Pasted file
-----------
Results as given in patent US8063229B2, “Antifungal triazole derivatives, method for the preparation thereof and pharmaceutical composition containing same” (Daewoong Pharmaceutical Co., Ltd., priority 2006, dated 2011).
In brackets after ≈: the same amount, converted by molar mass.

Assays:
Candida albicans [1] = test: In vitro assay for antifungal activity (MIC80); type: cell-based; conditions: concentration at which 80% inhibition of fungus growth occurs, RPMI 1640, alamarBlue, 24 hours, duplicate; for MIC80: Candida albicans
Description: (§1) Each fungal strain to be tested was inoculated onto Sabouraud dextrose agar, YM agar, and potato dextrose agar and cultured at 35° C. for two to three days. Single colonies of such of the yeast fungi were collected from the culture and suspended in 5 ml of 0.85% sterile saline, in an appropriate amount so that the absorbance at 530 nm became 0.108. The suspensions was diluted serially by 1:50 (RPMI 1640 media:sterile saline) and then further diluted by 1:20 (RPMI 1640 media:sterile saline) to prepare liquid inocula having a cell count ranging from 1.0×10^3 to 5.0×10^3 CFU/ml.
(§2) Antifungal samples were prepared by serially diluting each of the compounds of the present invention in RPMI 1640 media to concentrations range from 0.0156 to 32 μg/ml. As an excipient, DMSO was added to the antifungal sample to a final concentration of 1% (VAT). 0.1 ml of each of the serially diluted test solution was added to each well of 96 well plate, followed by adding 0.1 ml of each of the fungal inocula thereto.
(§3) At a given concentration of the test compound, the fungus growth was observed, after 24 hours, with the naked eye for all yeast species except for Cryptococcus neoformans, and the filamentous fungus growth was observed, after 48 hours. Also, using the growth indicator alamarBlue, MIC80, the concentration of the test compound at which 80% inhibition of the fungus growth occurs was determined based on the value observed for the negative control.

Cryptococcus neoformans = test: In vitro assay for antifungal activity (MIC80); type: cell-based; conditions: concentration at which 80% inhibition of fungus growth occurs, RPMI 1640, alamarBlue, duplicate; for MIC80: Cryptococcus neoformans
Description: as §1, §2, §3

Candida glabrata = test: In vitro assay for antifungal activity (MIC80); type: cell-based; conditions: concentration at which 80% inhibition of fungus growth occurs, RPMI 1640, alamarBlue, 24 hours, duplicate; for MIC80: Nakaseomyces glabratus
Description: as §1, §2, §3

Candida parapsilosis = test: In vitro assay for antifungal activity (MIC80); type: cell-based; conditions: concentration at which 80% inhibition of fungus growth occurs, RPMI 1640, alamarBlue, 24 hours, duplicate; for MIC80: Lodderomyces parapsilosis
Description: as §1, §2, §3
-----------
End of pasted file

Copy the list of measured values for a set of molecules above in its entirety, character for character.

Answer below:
Results as given in patent US8063229B2, “Antifungal triazole derivatives, method for the preparation thereof and pharmaceutical composition containing same” (Daewoong Pharmaceutical Co., Ltd., priority 2006, dated 2011).
In brackets after ≈: the same amount, converted by molar mass.

Assays:
Candida albicans [1] = test: In vitro assay for antifungal activity (MIC80); type: cell-based; conditions: concentration at which 80% inhibition of fungus growth occurs, RPMI 1640, alamarBlue, 24 hours, duplicate; for MIC80: Candida albicans
Description: (§1) Each fungal strain to be tested was inoculated onto Sabouraud dextrose agar, YM agar, and potato dextrose agar and cultured at 35° C. for two to three days. Single colonies of such of the yeast fungi were collected from the culture and suspended in 5 ml of 0.85% sterile saline, in an appropriate amount so that the absorbance at 530 nm became 0.108. The suspensions was diluted serially by 1:50 (RPMI 1640 media:sterile saline) and then further diluted by 1:20 (RPMI 1640 media:sterile saline) to prepare liquid inocula having a cell count ranging from 1.0×10^3 to 5.0×10^3 CFU/ml.
(§2) Antifungal samples were prepared by serially diluting each of the compounds of the present invention in RPMI 1640 media to concentrations range from 0.0156 to 32 μg/ml. As an excipient, DMSO was added to the antifungal sample to a final concentration of 1% (VAT). 0.1 ml of each of the serially diluted test solution was added to each well of 96 well plate, followed by adding 0.1 ml of each of the fungal inocula thereto.
(§3) At a given concentration of the test compound, the fungus growth was observed, after 24 hours, with the naked eye for all yeast species except for Cryptococcus neoformans, and the filamentous fungus growth was observed, after 48 hours. Also, using the growth indicator alamarBlue, MIC80, the concentration of the test compound at which 80% inhibition of the fungus growth occurs was determined based on the value observed for the negative control.

Cryptococcus neoformans = test: In vitro assay for antifungal activity (MIC80); type: cell-based; conditions: concentration at which 80% inhibition of fungus growth occurs, RPMI 1640, alamarBlue, duplicate; for MIC80: Cryptococcus neoformans
Description: as §1, §2, §3

Candida glabrata = test: In vitro assay for antifungal activity (MIC80); type: cell-based; conditions: concentration at which 80% inhibition of fungus growth occurs, RPMI 1640, alamarBlue, 24 hours, duplicate; for MIC80: Nakaseomyces glabratus
Description: as §1, §2, §3

Candida parapsilosis = test: In vitro assay for antifungal activity (MIC80); type: cell-based; conditions: concentration at which 80% inhibition of fungus growth occurs, RPMI 1640, alamarBlue, 24 hours, duplicate; for MIC80: Lodderomyces parapsilosis
Description: as §1, §2, §3